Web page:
Two years ago, the Securities and Exchange Commission (SEC) was still deliberating on new rules for prime money market funds, and Basel III banking reforms were only in the early stages of implementation. Since then, major banks have started limiting corporate cash deposits in response to new liquidity coverage ratios, and prime funds are substantially changing their risk profiles with floating net asset values (NAVs), liquidity fees and redemption gates that go into effect this October.
Add to the mix the Federal Reserve’s December rate hike after nine years of zero interest rates, and you have an entirely new cash management landscape.
Wanted: Alternatives to bank deposits and prime funds
Treasury professionals are confronting challenges on several fronts. Reforms to strengthen banks’ balance sheet liquidity have made deposits more expensive, leading large banks to reduce their proportion of uninsured deposits of corporate cash. At the same time, the SEC-mandated changes to prime funds have reduced their potential utility for liquidity and yield.
Those two developments alone have already prompted major reallocations of cash. In response to the Basel III liquidity coverage ratio (LCR) requirement, JPMorgan Chase & Co. has reduced clients’ non-operating deposits by well over the $100 billion initially planned. Other big banks chose to discourage institutional deposits by charging fees on deposits. With Fidelity’s decision to convert its $116 billion Cash Reserves prime fund into a government fund, and with other money market funds following suit, as of May 2016 approximately $290 billion of industry prime fund assets were slated to convert into government funds.
In all, Capital Advisors Group estimates that more than $1 trillion in corporate cash held in bank deposits and money funds in 2015 may migrate into new or different accounts by the end of 2016. We estimate that $450 billion of the $3.7 trillion* held in overnight deposits at the top six global systemically important banks might move into safe but low-yield government securities and other vehicles, and as much as $615 billion of the $1.7 trillion in corporate cash held in institutional money funds may move into low-yield government funds and other daily liquidity vehicles.
An obvious interim destination for cash migrating from deposits and prime funds is to government-only money market funds, which will not be subject to floating NAVs, liquidity fees, or redemption gates. However, a large influx of cash into this safe haven may depress yields. Therefore, many corporate and institutional cash managers are considering supplemental alternatives, including direct purchases of short-term commercial paper and establishment of separately managed accounts (SMAs).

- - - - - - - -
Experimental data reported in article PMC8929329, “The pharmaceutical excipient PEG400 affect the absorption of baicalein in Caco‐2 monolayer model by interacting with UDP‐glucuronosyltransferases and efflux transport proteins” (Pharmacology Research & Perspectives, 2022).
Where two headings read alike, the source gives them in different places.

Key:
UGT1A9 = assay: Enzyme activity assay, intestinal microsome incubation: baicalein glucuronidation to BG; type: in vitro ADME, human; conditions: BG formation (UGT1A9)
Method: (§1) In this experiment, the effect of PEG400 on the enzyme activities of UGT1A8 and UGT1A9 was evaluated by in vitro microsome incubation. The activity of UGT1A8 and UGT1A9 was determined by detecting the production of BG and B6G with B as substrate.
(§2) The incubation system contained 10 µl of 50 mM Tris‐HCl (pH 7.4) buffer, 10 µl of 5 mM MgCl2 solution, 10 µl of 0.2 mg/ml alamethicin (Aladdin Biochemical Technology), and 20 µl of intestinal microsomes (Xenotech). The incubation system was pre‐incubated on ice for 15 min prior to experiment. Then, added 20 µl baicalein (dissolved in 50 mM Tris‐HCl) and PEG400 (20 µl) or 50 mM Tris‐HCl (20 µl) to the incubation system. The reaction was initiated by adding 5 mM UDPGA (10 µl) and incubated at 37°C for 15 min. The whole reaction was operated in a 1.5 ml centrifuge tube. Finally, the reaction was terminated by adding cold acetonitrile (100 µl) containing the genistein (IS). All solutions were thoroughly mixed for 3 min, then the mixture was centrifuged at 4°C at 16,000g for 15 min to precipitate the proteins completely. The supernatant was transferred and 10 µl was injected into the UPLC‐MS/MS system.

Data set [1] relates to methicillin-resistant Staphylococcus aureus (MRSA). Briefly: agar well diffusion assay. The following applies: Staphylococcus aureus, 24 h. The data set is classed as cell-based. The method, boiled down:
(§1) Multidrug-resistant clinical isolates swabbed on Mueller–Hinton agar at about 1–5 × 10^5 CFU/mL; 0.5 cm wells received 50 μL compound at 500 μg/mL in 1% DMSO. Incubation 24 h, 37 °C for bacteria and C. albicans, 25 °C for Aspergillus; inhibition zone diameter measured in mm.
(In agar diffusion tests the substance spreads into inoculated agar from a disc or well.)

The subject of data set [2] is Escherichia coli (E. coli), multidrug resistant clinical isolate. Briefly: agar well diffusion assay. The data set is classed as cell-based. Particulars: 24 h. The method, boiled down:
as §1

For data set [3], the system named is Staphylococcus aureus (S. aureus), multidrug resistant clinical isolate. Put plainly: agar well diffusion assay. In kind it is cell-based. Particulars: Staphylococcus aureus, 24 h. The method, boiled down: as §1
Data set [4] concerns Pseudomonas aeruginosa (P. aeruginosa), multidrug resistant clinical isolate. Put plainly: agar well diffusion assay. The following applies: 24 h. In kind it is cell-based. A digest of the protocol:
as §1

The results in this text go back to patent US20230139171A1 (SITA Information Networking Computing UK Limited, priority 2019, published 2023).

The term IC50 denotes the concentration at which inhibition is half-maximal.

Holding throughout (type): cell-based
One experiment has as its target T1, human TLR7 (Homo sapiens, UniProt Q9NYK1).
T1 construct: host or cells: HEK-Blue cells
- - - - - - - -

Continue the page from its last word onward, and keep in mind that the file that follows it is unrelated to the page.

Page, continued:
Direct investments mitigate shared liquidity risks
Another important component of money fund reform is the separation of institutional shareholders from retail investors in prime funds, leading to higher shareholder risk and higher vulnerability to the risk of runs in the institutional space. Alternative pooled investments such as ultra-short bond funds, private liquidity funds and exchange traded funds present similar shared liquidity risk. Direct investments can help mitigate these risks.
A turn back to the direct purchase of fixed-income securities is a back-to-the-future moment for those with a long history in the industry. Before prime funds became the go-to repository of corporate cash in the 1990s, direct management of cash investment portfolios was a normal practice. But a generation of cash managers has come and gone since then, so many are venturing into unfamiliar territory as they assess a new mix of cash instruments in the search for liquidity and safety of principal.
But treasury professionals have already started to position themselves for dramatic changes in the way they manage their short-term cash. In the upcoming 2016 AFP Liquidity Survey, 16 percent of treasurers reported that they are planning to add separately managed accounts in response to the SEC’s money fund reforms.
Many companies may have to change their written investment policies to accommodate more alternatives to deposits and money market funds. And, because direct purchases require hands-on investment, risk and credit monitoring, many are upgrading their research and risk management capabilities as well.
New opportunities in a new era
With this new, evolving cash management landscape, the stakes have never been higher for corporate treasury professionals, who are confronting more dramatic changes in corporate cash management and liquidity than they have in years. The good news is that with the right preparations, including a renewed focus on credit and risk management and consideration of various investment alternatives, they will have the tools they need to succeed in the new era.
Ben Campbell is founder and CEO of Capital Advisors Group, a 25-year-old registered investment advisor specializing corporate cash management investment strategies.
By Benjamin Campbell